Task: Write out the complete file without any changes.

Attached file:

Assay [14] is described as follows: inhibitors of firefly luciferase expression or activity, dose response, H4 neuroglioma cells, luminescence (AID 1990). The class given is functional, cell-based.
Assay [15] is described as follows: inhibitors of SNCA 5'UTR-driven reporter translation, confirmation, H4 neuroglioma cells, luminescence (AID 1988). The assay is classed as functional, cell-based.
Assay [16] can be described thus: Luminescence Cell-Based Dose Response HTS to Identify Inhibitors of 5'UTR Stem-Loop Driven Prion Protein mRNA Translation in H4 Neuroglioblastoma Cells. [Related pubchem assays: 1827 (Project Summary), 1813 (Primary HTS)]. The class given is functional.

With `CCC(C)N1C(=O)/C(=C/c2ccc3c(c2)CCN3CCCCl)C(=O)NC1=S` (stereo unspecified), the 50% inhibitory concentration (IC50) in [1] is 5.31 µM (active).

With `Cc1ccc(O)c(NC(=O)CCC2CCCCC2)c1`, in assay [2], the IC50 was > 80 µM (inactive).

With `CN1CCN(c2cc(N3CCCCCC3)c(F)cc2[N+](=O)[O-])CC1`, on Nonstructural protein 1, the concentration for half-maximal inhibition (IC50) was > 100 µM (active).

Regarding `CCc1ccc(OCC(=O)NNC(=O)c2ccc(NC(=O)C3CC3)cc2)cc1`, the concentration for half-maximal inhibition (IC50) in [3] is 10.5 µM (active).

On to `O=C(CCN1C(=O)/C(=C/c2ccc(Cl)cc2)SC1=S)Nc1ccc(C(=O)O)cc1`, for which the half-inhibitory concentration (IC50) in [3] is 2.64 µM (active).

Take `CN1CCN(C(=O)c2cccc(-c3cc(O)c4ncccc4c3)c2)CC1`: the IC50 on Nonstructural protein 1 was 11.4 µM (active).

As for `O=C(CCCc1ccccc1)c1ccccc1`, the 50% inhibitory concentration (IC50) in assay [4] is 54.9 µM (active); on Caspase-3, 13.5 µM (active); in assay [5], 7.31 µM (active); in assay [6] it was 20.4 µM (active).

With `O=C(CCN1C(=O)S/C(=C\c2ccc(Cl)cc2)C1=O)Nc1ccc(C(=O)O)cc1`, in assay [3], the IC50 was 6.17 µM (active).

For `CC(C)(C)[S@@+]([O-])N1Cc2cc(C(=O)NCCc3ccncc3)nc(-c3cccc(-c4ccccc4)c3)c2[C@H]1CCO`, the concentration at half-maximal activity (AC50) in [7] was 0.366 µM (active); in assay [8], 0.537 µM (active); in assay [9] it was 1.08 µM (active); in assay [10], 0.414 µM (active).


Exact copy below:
Assay [14] is described as follows: inhibitors of firefly luciferase expression or activity, dose response, H4 neuroglioma cells, luminescence (AID 1990). The class given is functional, cell-based.
Assay [15] is described as follows: inhibitors of SNCA 5'UTR-driven reporter translation, confirmation, H4 neuroglioma cells, luminescence (AID 1988). The assay is classed as functional, cell-based.
Assay [16] can be described thus: Luminescence Cell-Based Dose Response HTS to Identify Inhibitors of 5'UTR Stem-Loop Driven Prion Protein mRNA Translation in H4 Neuroglioblastoma Cells. [Related pubchem assays: 1827 (Project Summary), 1813 (Primary HTS)]. The class given is functional.

With `CCC(C)N1C(=O)/C(=C/c2ccc3c(c2)CCN3CCCCl)C(=O)NC1=S` (stereo unspecified), the 50% inhibitory concentration (IC50) in [1] is 5.31 µM (active).

With `Cc1ccc(O)c(NC(=O)CCC2CCCCC2)c1`, in assay [2], the IC50 was > 80 µM (inactive).

With `CN1CCN(c2cc(N3CCCCCC3)c(F)cc2[N+](=O)[O-])CC1`, on Nonstructural protein 1, the concentration for half-maximal inhibition (IC50) was > 100 µM (active).

Regarding `CCc1ccc(OCC(=O)NNC(=O)c2ccc(NC(=O)C3CC3)cc2)cc1`, the concentration for half-maximal inhibition (IC50) in [3] is 10.5 µM (active).

On to `O=C(CCN1C(=O)/C(=C/c2ccc(Cl)cc2)SC1=S)Nc1ccc(C(=O)O)cc1`, for which the half-inhibitory concentration (IC50) in [3] is 2.64 µM (active).

Take `CN1CCN(C(=O)c2cccc(-c3cc(O)c4ncccc4c3)c2)CC1`: the IC50 on Nonstructural protein 1 was 11.4 µM (active).

As for `O=C(CCCc1ccccc1)c1ccccc1`, the 50% inhibitory concentration (IC50) in assay [4] is 54.9 µM (active); on Caspase-3, 13.5 µM (active); in assay [5], 7.31 µM (active); in assay [6] it was 20.4 µM (active).

With `O=C(CCN1C(=O)S/C(=C\c2ccc(Cl)cc2)C1=O)Nc1ccc(C(=O)O)cc1`, in assay [3], the IC50 was 6.17 µM (active).

For `CC(C)(C)[S@@+]([O-])N1Cc2cc(C(=O)NCCc3ccncc3)nc(-c3cccc(-c4ccccc4)c3)c2[C@H]1CCO`, the concentration at half-maximal activity (AC50) in [7] was 0.366 µM (active); in assay [8], 0.537 µM (active); in assay [9] it was 1.08 µM (active); in assay [10], 0.414 µM (active).